While FATCA relies on withholding and presumptions of US citizenship to manage non-responders, the CRS relies solely on the reporting of undocumented accounts (i.e., if the residency of the account owner cannot be documented, then the account is reportable). Therefore enforcement procedures adopted by local competent authorities will be critical to ensure global compliance.
The CRS sets out a number of rules and procedures that jurisdictions must employ in order to ensure effective implementation and compliance with the reporting and due diligence procedures.
In summary these include:
- Rules to prevent practices intended to circumvent the reporting requirements and due diligence procedures
- Administrative procedures to verify reporting FIs’ compliance and follow-up steps when undocumented accounts are reported
- Effective enforcement provisions to address non-compliance
While recognizing that jurisdictions will already have a number of antiavoidance rules in place, the CRS states that the effectiveness of the rule is more important than its form. The Commentary provides several situations for which it is expected that such anti-avoidance rules would apply as a minimum. These include the movement of accounts to nonparticipating jurisdictions, transfers of balances over year-end and the manipulation of data quality.
A notable inclusion in the CRS is the treatment of undocumented accounts, which will primarily apply to pre-existing accounts for which the financial institution cannot obtain documentation. The Commentary states there is always “cause for concern” if undocumented accounts arise, whether from inadequate processes being implemented by a reporting FI in obtaining the necessary information or as a result of the account holder being non-compliant.
A number of courses of action may be expected by a jurisdiction receiving information on undocumented accounts. This will range from a simple inquiry to the reporting FI in the case of a small number, up to a full audit where there is a larger than average number or a noticeable year on year increase.
Significantly, the Commentary adds that a jurisdiction may implement rules that provide for the imposition of fines or other penalties where a person does not provide information which could include a failure by an individual to provide selfcertification.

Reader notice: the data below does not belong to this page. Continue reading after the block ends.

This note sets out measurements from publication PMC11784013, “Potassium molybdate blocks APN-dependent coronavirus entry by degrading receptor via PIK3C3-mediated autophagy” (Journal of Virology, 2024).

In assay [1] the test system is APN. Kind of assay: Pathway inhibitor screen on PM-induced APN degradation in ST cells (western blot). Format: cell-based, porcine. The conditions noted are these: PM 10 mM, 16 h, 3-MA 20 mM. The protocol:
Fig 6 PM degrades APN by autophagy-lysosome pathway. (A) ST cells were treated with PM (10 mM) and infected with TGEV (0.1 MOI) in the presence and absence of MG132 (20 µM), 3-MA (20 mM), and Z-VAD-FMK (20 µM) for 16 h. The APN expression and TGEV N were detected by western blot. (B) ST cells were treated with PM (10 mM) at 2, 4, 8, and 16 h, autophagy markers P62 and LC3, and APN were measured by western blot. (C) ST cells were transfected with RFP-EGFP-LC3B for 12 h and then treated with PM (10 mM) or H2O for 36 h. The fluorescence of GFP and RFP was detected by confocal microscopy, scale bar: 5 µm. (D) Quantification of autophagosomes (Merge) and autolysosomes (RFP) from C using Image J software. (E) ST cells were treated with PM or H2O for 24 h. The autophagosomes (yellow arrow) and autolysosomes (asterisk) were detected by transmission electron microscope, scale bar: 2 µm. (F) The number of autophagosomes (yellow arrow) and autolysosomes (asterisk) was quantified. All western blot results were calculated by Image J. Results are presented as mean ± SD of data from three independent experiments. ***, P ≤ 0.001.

It also suggests that jurisdictions may wish to make self-certification a condition of account opening, which could cause issues for a number of sectors, particularly where third parties are involved in any compliance process.
Local discretion on implementation
The CRS allows for a number of jurisdictional based variations and potential inconsistencies to be included on transposition into local legislation. Key areas include:
- Classification of Non-Reporting FIs may vary by jurisdiction depending on the application of local legislation and whether the entity presents a low risk of being used to evade tax. There may be some inconsistencies depending on the application of this definition
- Certain accounts may also be classified as Excluded Accounts by meeting a number of low risk requirements
The Commentary attempts to reduce any such inconsistencies, stating that they would typically expect excluded account definitions to be consistent with those excluded under FATCA IGAs.
Industry focus – Asset Management
A key difference between the CRS and FATCA is that under the CRS, the definition of financial account includes interests in funds that are regularly traded on a stock exchange. This means that exchange traded funds in jurisdictions that adopt the CRS will be within the scope for reporting under the CRS but not FATCA.
This will have a significant impact on the Exchange Traded Fund (ETF) industry and will be a challenging requirement to meet as listed funds do not perform due diligence on investors when they purchase shares. This issue is partly covered in the Commentary, where it is suggested that where due diligence is carried out by brokers, such brokers could be required to provide all information to the fund to enable the fund to comply with its obligations.
Another significant difference between the CRS and FATCA is the treatment of investment entities from jurisdictions that have not adopted the CRS. Under the CRS these will be classified as passive non-financial entities (NFEs). This will require FIs in jurisdictions that have adopted the CRS to classify the Controlling Persons of any investment entity outside a CRS jurisdiction that holds an account.
Industry focus – Insurance
There is no material difference between a specified insurance company as defined under FATCA for Model 1 IGA purposes and one as defined under the CRS. The focus remains squarely on identifying accounts described as Cash Value Insurance (CVI) contracts where there is a cash value payment on termination or surrender, or through collateralizing the account.
Under the CRS more individual accounts will be potentially reportable as in scope accounts are not limited to those valued at more than US$50,000 as under the FATCA Model 1 IGA. There are, however, a list of excluded accounts which include term life insurance, tax favored policies, and retirement and pension accounts. Reinsurance policies are also specifically excluded. There also appears to be an opportunity to exclude other “low risk” accounts which should help smaller product producers.